Thursday, August 20, 2009
Sprouting changes the composition of starch molecules, converting them into vegetable sugars, so the body recognizes and digests sprouted grains as a vegetable. Enzymes are also created that aid digestion, complex sugars are broken down which can eliminate painful gas, and vitamin and mineral levels increase. Furthermore, sprouting neutralizes carcinogens and enzyme inhibitors, as phytic acid that inhibits absorption of calcium, magnesium, iron, copper and zinc.
I have stayed away from sprouted flour because it is expensive to buy/ship and hard to find. Mostly, I am skeptical of the quality because I know how quickly flour looses it's nutrition once milled and going through a storage/buying/shipping/process takes a lot of time. Not to mention keeping it on hand for months as you need it. So when I found out I could do it at home, I decided to go for it.
The steps are simple if you have ever sprouted any grain. I used kamut and spelt my first time because I have had great success in sprouting those. I started in the afternoon and soaked the grains in half-filled quart jars, covered with filtered water. In the morning I rinsed them 3 times, swirling each time. I put a cut piece of cheese cloth held on by a jar band (could also use clean pantyhose.) This made it easy to dump the water each time while keeping the grain in the jar. I then let them drain tilted top down in a large bowl. I repeated the rinse in the afternoon and just before bed they had sprouted. Just a short white tail growing out of one end. I rinsed again and spread out in a thin layer on sheet pans. I set my oven to the dehydrate setting at 110 degrees and left them overnight. In the morning they were completely dry and ready to mill.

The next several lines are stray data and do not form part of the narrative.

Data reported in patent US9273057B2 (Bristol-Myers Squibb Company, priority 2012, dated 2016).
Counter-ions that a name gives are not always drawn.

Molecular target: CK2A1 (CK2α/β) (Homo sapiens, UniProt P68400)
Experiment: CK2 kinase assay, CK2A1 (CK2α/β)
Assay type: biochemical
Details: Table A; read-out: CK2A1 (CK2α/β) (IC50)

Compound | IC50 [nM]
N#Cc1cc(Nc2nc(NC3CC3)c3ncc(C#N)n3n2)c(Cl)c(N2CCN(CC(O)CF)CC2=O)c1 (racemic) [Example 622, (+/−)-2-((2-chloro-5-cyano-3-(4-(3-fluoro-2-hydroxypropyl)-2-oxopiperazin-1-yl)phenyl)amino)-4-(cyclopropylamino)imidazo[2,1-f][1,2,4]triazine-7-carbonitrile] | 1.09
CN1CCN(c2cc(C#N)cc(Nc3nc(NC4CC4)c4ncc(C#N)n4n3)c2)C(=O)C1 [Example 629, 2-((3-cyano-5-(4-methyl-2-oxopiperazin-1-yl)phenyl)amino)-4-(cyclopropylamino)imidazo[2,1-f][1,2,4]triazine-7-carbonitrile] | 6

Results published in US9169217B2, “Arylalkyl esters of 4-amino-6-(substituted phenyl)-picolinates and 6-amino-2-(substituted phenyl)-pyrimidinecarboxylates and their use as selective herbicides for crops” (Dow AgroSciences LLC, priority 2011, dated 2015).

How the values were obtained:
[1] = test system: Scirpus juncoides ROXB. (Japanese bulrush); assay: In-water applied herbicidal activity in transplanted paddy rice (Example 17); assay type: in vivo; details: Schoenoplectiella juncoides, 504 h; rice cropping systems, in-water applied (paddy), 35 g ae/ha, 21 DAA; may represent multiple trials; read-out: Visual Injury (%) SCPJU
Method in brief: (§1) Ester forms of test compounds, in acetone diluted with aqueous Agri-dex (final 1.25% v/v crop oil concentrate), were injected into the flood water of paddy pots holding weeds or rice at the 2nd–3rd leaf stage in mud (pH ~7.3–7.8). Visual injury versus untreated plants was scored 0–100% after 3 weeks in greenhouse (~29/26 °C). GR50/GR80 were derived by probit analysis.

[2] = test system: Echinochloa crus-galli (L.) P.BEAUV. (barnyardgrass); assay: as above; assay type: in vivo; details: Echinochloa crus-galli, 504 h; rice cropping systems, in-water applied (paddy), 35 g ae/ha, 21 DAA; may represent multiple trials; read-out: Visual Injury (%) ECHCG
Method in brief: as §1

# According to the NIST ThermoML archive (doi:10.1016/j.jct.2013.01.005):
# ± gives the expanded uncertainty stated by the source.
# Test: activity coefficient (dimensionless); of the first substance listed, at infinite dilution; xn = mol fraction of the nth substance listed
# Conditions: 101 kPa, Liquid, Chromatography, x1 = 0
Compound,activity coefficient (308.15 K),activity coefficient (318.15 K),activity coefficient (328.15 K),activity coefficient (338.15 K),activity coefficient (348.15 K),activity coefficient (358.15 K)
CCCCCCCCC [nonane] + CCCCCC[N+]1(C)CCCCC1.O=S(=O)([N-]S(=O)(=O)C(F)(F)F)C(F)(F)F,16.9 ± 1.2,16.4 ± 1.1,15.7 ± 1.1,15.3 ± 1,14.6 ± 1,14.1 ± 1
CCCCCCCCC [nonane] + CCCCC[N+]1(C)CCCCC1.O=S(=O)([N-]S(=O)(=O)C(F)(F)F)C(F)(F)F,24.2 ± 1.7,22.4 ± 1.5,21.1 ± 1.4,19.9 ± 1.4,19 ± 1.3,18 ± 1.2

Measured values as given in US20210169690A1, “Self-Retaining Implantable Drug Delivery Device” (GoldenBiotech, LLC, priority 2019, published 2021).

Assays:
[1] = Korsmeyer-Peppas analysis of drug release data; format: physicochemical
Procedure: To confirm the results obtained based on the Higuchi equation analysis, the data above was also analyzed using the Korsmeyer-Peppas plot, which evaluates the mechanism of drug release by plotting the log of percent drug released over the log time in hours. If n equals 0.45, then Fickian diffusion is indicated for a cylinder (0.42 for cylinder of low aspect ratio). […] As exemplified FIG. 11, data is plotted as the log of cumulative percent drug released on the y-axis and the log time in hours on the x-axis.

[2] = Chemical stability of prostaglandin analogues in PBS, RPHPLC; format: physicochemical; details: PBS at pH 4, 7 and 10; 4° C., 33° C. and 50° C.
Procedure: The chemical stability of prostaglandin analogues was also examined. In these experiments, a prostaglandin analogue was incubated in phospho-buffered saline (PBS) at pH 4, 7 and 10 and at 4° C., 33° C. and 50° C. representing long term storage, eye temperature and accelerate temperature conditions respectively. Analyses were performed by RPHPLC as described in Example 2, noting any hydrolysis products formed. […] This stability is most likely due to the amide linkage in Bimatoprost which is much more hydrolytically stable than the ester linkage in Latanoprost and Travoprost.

I only mill as needed and store the rest whole to preserve nutrition. Under these instructions, this flour is a raw food. Most ovens do not have a setting under 170. While this cooks the grain, which effects the enzymes, I feel this is still a worthwhile process. Most flour you are using for baking purposes, thus cooking the flour in the end anyway. I have not experimented much with the end result, but as I use this nutritious flour in recipes I will report back.
Do you use sprouted flour? If so, do you have any tips?